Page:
💡Tips: A crucial aspect of pro forma invoices is clarity. Using a clear and concise pro forma invoice helps minimize the risk of misunderstandings between buyers and sellers, especially for international businesses with complicated transactions.

Benefits for Businesses

Pro forma invoices offer several advantages for businesses, making them a handy tool for both buyers and sellers. Some key benefits include:

  • Improved Cash Flow Management: By providing buyers with a precise estimate of costs upfront, pro forma invoices help businesses plan and manage their cash flow more effectively, same as the buyers.
  • Minimized risks: Clear and transparent pro forma invoices reduced the risks of miscommunications that can cause disputes and payment delays.
  • Enhanced Professionalism: Utilizing pro forma invoices demonstrates professionalism and commitment to transparency in business dealings.

When Is a Pro Forma Invoice Issued?

A pro forma invoice should be issued before finalizing a sale and delivery. Once more, it functions as a preliminary bill that includes details previously discussed between the buyer and seller. 

The reasons for issuing a pro forma invoice vary based on a customer’s needs and are commonly used in manufacturing and international imports and exports. Let’s look at a few examples.

Manufacturing Industry Use Case

A manufacturer receives a bulk order for customized machinery from a client. Before production starts, they create a pro forma invoice detailing the machine specifications, costs, and delivery terms. The client reviews and approves it, allowing both parties to agree on terms and ensuring a smooth production process.

International Trade Industry Use Case

An international trading company is importing electronics from a supplier overseas. To comply with customs regulations, they prepare a pro forma invoice that includes product descriptions, quantities, and prices. This document helps customs authorities assess duties accurately and facilitates the clearance of imported goods, ensuring a hassle-free international trade process.

How To Create a Pro Forma Invoice

Creating a pro forma invoice is a critical step in ensuring smooth transactions between the seller and the buyer. Here are the essential details that must be included:

  1. The term "Pro Forma Invoice" or "Proforma Invoice": This is to ensure that the client is aware that this document is not the final invoice.
  2. Invoice number: You could include a unique per forma invoice number, but it should be different from a final sales invoice number.
  3. Buyer and seller information: Include the name, address, and contact information of both the buyer and the seller.
  4. Dates and validity: The issuing and expiration date should be specified, as well as the expected dates for payment and shipment.
  5. Details of the purchase: Describe the products or services being supplied comprehensively, including quantities, specifications, and relevant technical information such as product weight and dimension. The price per unit should also be stated for each item.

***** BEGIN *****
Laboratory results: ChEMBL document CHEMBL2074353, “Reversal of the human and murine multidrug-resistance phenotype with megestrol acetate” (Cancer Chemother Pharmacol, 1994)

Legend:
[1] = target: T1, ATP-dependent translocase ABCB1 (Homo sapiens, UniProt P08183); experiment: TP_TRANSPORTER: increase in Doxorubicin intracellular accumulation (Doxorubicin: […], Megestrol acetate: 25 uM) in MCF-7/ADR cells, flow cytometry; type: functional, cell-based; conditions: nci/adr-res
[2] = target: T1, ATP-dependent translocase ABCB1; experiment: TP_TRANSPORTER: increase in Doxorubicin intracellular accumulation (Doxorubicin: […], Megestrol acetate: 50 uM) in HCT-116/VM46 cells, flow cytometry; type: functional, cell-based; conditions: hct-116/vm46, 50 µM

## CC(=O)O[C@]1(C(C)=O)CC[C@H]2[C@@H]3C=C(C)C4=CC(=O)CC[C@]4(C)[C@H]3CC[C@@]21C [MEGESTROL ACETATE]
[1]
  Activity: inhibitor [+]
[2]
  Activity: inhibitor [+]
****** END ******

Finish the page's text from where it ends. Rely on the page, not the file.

6. Shipping and delivery information: It is crucial to include the shipping details, including shipping costs, insurance, and expected shipping and delivery date, especially for international exports.
  7. Payment terms: Specify when the final payment is due and the preferred payment method, whether VAT is applicable, and if there are early payment discounts or late payment penalties.
  8. Terms of sales: Include any additional terms and conditions of the transaction, such as return policies or warranties.
  9. Total amount and currency: Sum up the total cost and clearly mention the currency for the transaction.

Here's an example of how a pro forma invoice should look like:

An example of a pro forma invoice

By including this information, you can create a pro forma invoice that not only follows the industry standards but also provides clarity and transparency for your customer. With a correct template and details, you can use a pro forma invoice to minimize misunderstandings or miscommunications and streamline the purchasing process efficiently.

📌 Important: It is crucial to state on the invoice that it is a "pro forma" (or "proforma"). A pro forma invoice must also declare that "This is not a tax invoice" to ensure that the invoice will not be used for a purpose it's not intended for and to differentiate it from commercial or final sales invoices.

No matter if you're regularly sending out invoices to clients or if you're expanding your business, it is a good idea to create your own pro forma invoice template that you can use anytime to reduce time and cost. Alternatively, using invoice management software where you can create and share your invoice through email or messenger apps is also an efficient way to manage invoicing.

Using the correct form of an invoice with complete and accurate details, you can avoid unnecessary payment and order confirmation delays. Try Statrys Invoicing Software today to save hours on invoicing and get paid faster.

a screenshot of Statrys' invoicing software


Is a pro forma invoice a contract?

A pro forma invoice isn’t a contract and it is not legally binding. This invoice type does not hold any weight when it comes to proving an agreement has been made.

Can pro forma invoices be used for accounting purposes?


Can pro forma invoices be canceled once they have been issued?


Are taxes (VAT) included on a pro forma invoice?


What industries commonly use pro forma invoices?


What are the benefits of issuing pro forma invoices?


How long is a pro forma invoice valid?